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New Philadelphia: using augmented reality to interpret slavery and reconstruction era historical sites

Journal article
Authors J. Amakawa
Jonathan Westin
Published in International Journal of Heritage Studies
Volume 24
Issue 3
Pages 315-331
ISSN 1352-7258
Publication year 2018
Published at Department of Conservation
Pages 315-331
Language en
Keywords Augmented reality, historical interpretation, African American history, slavery, mobile, cultural-heritage, media, race
Subject categories History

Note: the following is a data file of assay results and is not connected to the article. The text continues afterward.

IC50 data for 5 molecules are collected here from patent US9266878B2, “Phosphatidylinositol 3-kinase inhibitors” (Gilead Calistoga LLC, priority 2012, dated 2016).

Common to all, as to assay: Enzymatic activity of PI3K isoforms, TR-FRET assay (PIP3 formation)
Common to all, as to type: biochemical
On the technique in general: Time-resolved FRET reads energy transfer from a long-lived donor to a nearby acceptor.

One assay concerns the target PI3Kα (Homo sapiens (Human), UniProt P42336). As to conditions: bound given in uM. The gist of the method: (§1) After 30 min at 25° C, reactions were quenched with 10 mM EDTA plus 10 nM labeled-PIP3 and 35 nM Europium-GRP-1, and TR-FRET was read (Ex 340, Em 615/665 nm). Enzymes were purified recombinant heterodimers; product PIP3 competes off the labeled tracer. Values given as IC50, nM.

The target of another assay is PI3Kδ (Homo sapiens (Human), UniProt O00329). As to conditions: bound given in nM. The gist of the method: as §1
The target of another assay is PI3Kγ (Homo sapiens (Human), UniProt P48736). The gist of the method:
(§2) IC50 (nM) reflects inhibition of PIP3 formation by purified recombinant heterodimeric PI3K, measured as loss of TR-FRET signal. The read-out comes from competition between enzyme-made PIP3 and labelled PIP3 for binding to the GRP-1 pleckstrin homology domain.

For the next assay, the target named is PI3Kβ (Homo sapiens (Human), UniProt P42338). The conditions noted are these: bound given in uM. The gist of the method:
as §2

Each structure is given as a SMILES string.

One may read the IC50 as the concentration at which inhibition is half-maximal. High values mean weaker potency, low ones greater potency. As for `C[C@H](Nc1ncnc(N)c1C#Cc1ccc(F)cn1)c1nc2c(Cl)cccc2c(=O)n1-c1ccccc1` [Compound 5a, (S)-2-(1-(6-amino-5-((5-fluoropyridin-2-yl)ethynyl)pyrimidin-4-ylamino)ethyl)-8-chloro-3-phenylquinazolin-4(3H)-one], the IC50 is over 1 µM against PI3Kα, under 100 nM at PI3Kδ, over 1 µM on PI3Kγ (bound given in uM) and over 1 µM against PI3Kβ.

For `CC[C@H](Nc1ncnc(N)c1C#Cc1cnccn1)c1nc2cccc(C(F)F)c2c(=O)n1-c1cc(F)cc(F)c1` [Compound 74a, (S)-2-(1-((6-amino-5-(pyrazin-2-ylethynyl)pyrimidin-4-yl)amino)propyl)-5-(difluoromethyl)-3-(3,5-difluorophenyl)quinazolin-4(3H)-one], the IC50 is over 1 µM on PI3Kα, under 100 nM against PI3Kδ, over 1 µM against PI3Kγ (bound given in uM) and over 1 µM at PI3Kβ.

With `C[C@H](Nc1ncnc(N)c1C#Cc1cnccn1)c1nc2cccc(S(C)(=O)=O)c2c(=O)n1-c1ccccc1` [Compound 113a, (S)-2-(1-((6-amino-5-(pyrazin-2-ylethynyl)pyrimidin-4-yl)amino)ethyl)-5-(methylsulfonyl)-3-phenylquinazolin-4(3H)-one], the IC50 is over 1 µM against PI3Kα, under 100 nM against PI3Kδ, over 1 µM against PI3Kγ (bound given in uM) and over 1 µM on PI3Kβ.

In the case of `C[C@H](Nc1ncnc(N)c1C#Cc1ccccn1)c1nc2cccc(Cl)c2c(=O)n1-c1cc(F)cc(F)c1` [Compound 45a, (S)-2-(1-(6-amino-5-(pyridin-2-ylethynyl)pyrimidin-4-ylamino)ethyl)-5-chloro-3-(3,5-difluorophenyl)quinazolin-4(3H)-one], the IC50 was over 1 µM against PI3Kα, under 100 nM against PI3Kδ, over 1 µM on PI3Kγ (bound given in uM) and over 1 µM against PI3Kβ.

Does a historical site lose its significance or become less worthy of interpretation if there are no surviving buildings? Can technology help present the stories of disadvantaged and disenfranchised groups whose heritage lacks well-preserved architecture or material culture? The emerging technology of augmented reality (AR) offers new ways of designing and shaping the public's experience when visiting landmarks by enabling an unprecedented means to combine 3D historical visualization with historical landmarks. This especially applies to underrepresented groups whose heritages have not been well served by traditional modes of preservation and interpretation due to a variety of factors. These range from disadvantages relating to material culture to a greater emphasis on intangible heritage which have placed them outside the bounds of what archaeologist Laurajane Smith calls authorised heritage discourse. A project at the New Philadelphia National Historic Landmark, located in Pike County Illinois, seeks to address these issues through AR. The technology, while offering opportunities for historical interpretation, poses challenges in terms of designing AR systems that coordinate content presentation with specific locations as well as developing virtual historical content with varying levels of source materials.

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